It so happened, that one of the representatives of this “profession” agreed to talk to me. From the base, where our company was resting, we drove to another district for this meeting a few hours. For obvious reasons, I cannot show the photo of my hero. I will only say that, having grinned, Vasiliy, a middle-aged man and a native of Astrakhan Oblast, introduced himself as a “hereditary poacher”. According to him, his grandfather, father and lots of men in the family were engaged in poaching.
Before I begin my story, I want to say about my own attitude to this phenomenon. I am obviously against poaching, like any normal person. I have been to Astrakhan for 8 years, noticing each year that the number of fish keeps reducing. Poachers, who hunt for black caviar, kill half a ton of sturgeon and throw it overboard for a trip. For a season, only one poaching brigade has destroyed almost 50 tons of sturgeon, which will not be found in a shop then. However, the problem is not only in the greed for profit of those fishermen who violate the law. It is deeper – in a low standard of living, lack of alternatives and monstrous corruption. Bribes for poaching are estimated in tens and hundreds of million rubles a year! But I tell you about all this step-by-step…
To talk about how poachers violate the law, it is necessary that these laws should be spoken about:
– Firstly, in order to catch fish on a commercial scale (the link), a special permit is required, which is issued by the Volga-Caspian Territorial Department of the Federal Agency for Fisheries. Each fishing season, fishermen-peasants get such permission and, only having a piece of paper on their hands, go fishing;
– Secondly, you can fish only at certain period called “putina”. There are 2 fishing periods in a year, in summer and winter. It is done for obvious reasons – fish should spawn and “rest” from fishermen;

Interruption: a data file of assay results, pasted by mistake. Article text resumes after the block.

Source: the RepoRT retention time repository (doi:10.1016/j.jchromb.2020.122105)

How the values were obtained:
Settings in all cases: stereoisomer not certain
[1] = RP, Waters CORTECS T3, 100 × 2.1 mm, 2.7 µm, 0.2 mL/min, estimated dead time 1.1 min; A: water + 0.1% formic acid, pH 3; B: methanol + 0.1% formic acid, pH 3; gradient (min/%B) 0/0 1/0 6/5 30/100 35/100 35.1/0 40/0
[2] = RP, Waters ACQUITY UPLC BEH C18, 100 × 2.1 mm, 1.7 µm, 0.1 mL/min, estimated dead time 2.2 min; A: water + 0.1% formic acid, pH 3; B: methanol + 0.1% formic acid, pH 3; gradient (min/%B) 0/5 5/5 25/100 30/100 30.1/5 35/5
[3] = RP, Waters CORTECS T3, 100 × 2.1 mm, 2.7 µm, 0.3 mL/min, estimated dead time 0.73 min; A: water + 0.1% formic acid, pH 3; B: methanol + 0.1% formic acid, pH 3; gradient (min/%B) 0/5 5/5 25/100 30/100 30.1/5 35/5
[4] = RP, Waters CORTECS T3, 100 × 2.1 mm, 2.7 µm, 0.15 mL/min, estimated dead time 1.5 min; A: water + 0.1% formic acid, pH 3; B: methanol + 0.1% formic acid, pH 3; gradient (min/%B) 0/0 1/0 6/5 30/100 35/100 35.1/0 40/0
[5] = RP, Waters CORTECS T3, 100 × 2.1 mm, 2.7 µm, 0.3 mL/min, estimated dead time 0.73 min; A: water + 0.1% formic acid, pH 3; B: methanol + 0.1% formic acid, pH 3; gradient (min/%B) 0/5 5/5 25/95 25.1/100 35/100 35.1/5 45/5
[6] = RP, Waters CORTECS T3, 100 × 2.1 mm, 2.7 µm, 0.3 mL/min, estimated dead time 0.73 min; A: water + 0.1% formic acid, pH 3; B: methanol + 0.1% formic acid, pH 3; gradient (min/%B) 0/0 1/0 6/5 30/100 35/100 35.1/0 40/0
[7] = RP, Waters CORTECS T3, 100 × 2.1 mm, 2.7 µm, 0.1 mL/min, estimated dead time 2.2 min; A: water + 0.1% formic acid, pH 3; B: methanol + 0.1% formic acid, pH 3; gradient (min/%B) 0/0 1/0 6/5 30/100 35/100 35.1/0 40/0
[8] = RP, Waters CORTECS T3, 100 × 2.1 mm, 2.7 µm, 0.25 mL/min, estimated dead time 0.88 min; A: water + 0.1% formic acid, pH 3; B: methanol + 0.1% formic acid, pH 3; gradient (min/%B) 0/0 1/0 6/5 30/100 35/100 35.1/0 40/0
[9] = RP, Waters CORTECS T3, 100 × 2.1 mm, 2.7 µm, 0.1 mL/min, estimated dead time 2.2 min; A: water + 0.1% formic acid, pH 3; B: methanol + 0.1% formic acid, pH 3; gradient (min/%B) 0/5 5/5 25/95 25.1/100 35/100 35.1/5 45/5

– Thirdly, fishing process is strictly regulated, up to how many and what kind of fish is allowed to catch, how and where to catch it. Forbidden fishing gear (nets, hooks), violation of quota – this is poaching.
So, having arrived at the place, Vasiliy showed me forbidden gear – hooked tackles and nets. We got into a boat and went to the avandelta of the Volga River. Vasily showed me those “poryadky” (a few hooked tackles connected with each other with a rope), which were near the village – fishermen use them mainly for themselves, because near a village you cannot particularly catch a lot of fish. Accordingly, poaching can be divided into two types: home (when fish is caught to feed families) and commercial (when it is caught for sale).
On the way, Vasily pointed to a boat, ‘If you see a small boat with a powerful engine – it is likely to be poachers’ boat. Those, who are seriously engaged in poaching, hang on a boat two or even three engines. It is necessary to escape from border guards in the sea…
Vasiliy could not show me such a boat. No one holds it in the village, near their house, of course. However, on the Internet, there a lot photos of such boats confiscated by border guards.
Poachers’ boat is called ‘baida” in the Caspian Region. It is about 10 meter in length, and its draft is small. The design and shape of such a boat are intended to overcome the sea wave. The total power of a few outboard engines reaches 700 horsepower. This allows a boat to reach speeds of more than 100 km/h, even when it is loaded with a big catch, up to half a ton. According to Vasiliy, the cost of a normal poaching boat ranges from 300 thousand to one million rubles. An engine is the most valuable part of a ‘baida’ (it is bought separately). In a RIA Novosti report (at 1:34), there is an episode, which vividly illustrates it.
It possible to stop a poaching boat, only shooting through its engines; that is why poachers literally lie on them – border guards will not shoot people…
Where do the poachers keep their boats? Vasiliy said that, in the avandelta of the Volga River, every poacher has a hiding place, which is practically impossible to find without GPS. A baida is usually hidden on a small sandbank sprouted by reeds (‘kolka’) located in the avandelta – this water area stretches for tens of kilometers towards the Caspian Sea. Poachers choose a suitable ‘reed island’, drive four sticks into the bottom, pull ropes between them. The ‘box’ is ready. This box is tied with live reeds. Poachers do cut these plants, but simply tie them up to make a reed wall. The masking grid is pulled over, so it is impossible to notice the poaching boat from a helicopter.